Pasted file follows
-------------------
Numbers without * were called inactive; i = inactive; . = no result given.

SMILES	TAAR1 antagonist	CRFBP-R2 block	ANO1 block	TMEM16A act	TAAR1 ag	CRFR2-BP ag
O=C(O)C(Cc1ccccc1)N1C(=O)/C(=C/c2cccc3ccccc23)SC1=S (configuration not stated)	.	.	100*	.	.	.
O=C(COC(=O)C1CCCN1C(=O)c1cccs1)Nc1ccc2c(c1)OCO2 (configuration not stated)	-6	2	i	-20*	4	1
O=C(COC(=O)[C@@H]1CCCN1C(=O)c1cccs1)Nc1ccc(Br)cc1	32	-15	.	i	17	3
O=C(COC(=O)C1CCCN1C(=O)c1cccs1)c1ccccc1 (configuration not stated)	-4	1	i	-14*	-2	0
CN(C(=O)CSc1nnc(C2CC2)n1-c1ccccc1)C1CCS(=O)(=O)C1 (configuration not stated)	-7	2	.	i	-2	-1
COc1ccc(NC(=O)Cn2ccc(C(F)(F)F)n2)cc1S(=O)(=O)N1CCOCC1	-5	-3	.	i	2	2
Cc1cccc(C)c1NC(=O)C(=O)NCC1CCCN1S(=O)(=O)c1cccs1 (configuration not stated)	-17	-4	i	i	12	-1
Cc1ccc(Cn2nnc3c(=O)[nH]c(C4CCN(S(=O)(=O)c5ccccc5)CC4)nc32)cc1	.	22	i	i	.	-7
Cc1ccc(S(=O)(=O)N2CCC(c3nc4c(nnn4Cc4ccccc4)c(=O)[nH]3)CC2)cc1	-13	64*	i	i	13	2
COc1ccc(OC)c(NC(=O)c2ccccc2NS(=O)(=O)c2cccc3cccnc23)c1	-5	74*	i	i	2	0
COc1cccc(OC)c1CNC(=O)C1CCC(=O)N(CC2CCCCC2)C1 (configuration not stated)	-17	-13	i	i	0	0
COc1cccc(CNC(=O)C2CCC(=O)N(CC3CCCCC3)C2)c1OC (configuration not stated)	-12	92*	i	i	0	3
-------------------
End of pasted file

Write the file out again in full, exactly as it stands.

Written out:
Numbers without * were called inactive; i = inactive; . = no result given.

SMILES	TAAR1 antagonist	CRFBP-R2 block	ANO1 block	TMEM16A act	TAAR1 ag	CRFR2-BP ag
O=C(O)C(Cc1ccccc1)N1C(=O)/C(=C/c2cccc3ccccc23)SC1=S (configuration not stated)	.	.	100*	.	.	.
O=C(COC(=O)C1CCCN1C(=O)c1cccs1)Nc1ccc2c(c1)OCO2 (configuration not stated)	-6	2	i	-20*	4	1
O=C(COC(=O)[C@@H]1CCCN1C(=O)c1cccs1)Nc1ccc(Br)cc1	32	-15	.	i	17	3
O=C(COC(=O)C1CCCN1C(=O)c1cccs1)c1ccccc1 (configuration not stated)	-4	1	i	-14*	-2	0
CN(C(=O)CSc1nnc(C2CC2)n1-c1ccccc1)C1CCS(=O)(=O)C1 (configuration not stated)	-7	2	.	i	-2	-1
COc1ccc(NC(=O)Cn2ccc(C(F)(F)F)n2)cc1S(=O)(=O)N1CCOCC1	-5	-3	.	i	2	2
Cc1cccc(C)c1NC(=O)C(=O)NCC1CCCN1S(=O)(=O)c1cccs1 (configuration not stated)	-17	-4	i	i	12	-1
Cc1ccc(Cn2nnc3c(=O)[nH]c(C4CCN(S(=O)(=O)c5ccccc5)CC4)nc32)cc1	.	22	i	i	.	-7
Cc1ccc(S(=O)(=O)N2CCC(c3nc4c(nnn4Cc4ccccc4)c(=O)[nH]3)CC2)cc1	-13	64*	i	i	13	2
COc1ccc(OC)c(NC(=O)c2ccccc2NS(=O)(=O)c2cccc3cccnc23)c1	-5	74*	i	i	2	0
COc1cccc(OC)c1CNC(=O)C1CCC(=O)N(CC2CCCCC2)C1 (configuration not stated)	-17	-13	i	i	0	0
COc1cccc(CNC(=O)C2CCC(=O)N(CC3CCCCC3)C2)c1OC (configuration not stated)	-12	92*	i	i	0	3